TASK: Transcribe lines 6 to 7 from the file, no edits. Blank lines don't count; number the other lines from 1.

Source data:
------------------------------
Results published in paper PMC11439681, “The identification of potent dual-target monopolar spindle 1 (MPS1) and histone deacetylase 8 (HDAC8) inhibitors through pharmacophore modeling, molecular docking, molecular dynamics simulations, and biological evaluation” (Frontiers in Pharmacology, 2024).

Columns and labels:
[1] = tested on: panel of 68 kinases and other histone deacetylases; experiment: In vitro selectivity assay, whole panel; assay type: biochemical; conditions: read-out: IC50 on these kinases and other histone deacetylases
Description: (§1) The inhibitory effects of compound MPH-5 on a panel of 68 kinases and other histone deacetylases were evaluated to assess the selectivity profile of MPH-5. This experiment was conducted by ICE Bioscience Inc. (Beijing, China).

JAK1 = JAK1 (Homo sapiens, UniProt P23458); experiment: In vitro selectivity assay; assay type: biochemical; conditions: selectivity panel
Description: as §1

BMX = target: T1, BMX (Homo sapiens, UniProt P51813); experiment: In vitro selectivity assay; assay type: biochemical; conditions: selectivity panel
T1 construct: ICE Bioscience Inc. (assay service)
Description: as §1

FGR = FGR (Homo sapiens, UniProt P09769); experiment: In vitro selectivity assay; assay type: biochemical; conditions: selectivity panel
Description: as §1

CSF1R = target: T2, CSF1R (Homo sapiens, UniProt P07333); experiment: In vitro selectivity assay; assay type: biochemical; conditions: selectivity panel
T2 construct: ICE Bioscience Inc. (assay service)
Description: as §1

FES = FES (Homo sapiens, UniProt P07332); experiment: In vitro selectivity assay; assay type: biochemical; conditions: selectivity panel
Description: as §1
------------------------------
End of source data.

Description: as §1

BMX = target: T1, BMX (Homo sapiens, UniProt P51813); experiment: In vitro selectivity assay; assay type: biochemical; conditions: selectivity panel